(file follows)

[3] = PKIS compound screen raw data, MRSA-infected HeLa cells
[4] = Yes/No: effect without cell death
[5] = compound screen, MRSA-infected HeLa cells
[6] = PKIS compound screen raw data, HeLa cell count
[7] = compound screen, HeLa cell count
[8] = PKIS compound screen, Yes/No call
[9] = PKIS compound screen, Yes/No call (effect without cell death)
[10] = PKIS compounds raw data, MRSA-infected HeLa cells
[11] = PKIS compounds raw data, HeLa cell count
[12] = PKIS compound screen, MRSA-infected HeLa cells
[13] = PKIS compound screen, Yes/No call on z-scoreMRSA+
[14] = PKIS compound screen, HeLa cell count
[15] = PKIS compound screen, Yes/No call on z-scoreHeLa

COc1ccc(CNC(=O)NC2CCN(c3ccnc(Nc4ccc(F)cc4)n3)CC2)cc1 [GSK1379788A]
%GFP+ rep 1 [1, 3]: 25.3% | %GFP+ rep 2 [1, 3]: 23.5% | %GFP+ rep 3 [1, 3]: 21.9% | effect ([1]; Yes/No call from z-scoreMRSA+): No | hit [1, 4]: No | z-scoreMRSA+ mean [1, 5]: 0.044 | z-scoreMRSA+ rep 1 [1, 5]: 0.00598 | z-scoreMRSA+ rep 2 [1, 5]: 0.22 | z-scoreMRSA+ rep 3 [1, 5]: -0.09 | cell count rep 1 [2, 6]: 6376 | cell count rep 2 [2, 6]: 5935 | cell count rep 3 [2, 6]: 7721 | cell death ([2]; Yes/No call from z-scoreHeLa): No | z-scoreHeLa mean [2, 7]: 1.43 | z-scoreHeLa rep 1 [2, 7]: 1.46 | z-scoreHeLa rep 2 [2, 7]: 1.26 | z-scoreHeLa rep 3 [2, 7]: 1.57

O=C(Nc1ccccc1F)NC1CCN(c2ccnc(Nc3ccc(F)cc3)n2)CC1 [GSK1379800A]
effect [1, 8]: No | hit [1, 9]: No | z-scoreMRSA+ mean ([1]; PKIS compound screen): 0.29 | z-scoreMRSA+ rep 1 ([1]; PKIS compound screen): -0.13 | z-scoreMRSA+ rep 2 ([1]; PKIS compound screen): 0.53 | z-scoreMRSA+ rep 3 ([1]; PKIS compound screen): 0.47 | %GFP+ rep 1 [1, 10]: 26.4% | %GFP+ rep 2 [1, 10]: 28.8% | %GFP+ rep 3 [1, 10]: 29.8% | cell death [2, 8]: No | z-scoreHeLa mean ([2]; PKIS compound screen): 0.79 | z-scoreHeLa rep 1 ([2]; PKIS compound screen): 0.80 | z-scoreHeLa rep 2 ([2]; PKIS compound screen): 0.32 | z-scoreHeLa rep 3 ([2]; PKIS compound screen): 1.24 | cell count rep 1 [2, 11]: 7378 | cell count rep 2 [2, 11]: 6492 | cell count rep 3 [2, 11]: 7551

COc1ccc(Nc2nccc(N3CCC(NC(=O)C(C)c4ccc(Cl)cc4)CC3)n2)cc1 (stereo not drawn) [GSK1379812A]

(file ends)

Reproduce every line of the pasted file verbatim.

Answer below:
[3] = PKIS compound screen raw data, MRSA-infected HeLa cells
[4] = Yes/No: effect without cell death
[5] = compound screen, MRSA-infected HeLa cells
[6] = PKIS compound screen raw data, HeLa cell count
[7] = compound screen, HeLa cell count
[8] = PKIS compound screen, Yes/No call
[9] = PKIS compound screen, Yes/No call (effect without cell death)
[10] = PKIS compounds raw data, MRSA-infected HeLa cells
[11] = PKIS compounds raw data, HeLa cell count
[12] = PKIS compound screen, MRSA-infected HeLa cells
[13] = PKIS compound screen, Yes/No call on z-scoreMRSA+
[14] = PKIS compound screen, HeLa cell count
[15] = PKIS compound screen, Yes/No call on z-scoreHeLa

COc1ccc(CNC(=O)NC2CCN(c3ccnc(Nc4ccc(F)cc4)n3)CC2)cc1 [GSK1379788A]
%GFP+ rep 1 [1, 3]: 25.3% | %GFP+ rep 2 [1, 3]: 23.5% | %GFP+ rep 3 [1, 3]: 21.9% | effect ([1]; Yes/No call from z-scoreMRSA+): No | hit [1, 4]: No | z-scoreMRSA+ mean [1, 5]: 0.044 | z-scoreMRSA+ rep 1 [1, 5]: 0.00598 | z-scoreMRSA+ rep 2 [1, 5]: 0.22 | z-scoreMRSA+ rep 3 [1, 5]: -0.09 | cell count rep 1 [2, 6]: 6376 | cell count rep 2 [2, 6]: 5935 | cell count rep 3 [2, 6]: 7721 | cell death ([2]; Yes/No call from z-scoreHeLa): No | z-scoreHeLa mean [2, 7]: 1.43 | z-scoreHeLa rep 1 [2, 7]: 1.46 | z-scoreHeLa rep 2 [2, 7]: 1.26 | z-scoreHeLa rep 3 [2, 7]: 1.57

O=C(Nc1ccccc1F)NC1CCN(c2ccnc(Nc3ccc(F)cc3)n2)CC1 [GSK1379800A]
effect [1, 8]: No | hit [1, 9]: No | z-scoreMRSA+ mean ([1]; PKIS compound screen): 0.29 | z-scoreMRSA+ rep 1 ([1]; PKIS compound screen): -0.13 | z-scoreMRSA+ rep 2 ([1]; PKIS compound screen): 0.53 | z-scoreMRSA+ rep 3 ([1]; PKIS compound screen): 0.47 | %GFP+ rep 1 [1, 10]: 26.4% | %GFP+ rep 2 [1, 10]: 28.8% | %GFP+ rep 3 [1, 10]: 29.8% | cell death [2, 8]: No | z-scoreHeLa mean ([2]; PKIS compound screen): 0.79 | z-scoreHeLa rep 1 ([2]; PKIS compound screen): 0.80 | z-scoreHeLa rep 2 ([2]; PKIS compound screen): 0.32 | z-scoreHeLa rep 3 ([2]; PKIS compound screen): 1.24 | cell count rep 1 [2, 11]: 7378 | cell count rep 2 [2, 11]: 6492 | cell count rep 3 [2, 11]: 7551

COc1ccc(Nc2nccc(N3CCC(NC(=O)C(C)c4ccc(Cl)cc4)CC3)n2)cc1 (stereo not drawn) [GSK1379812A]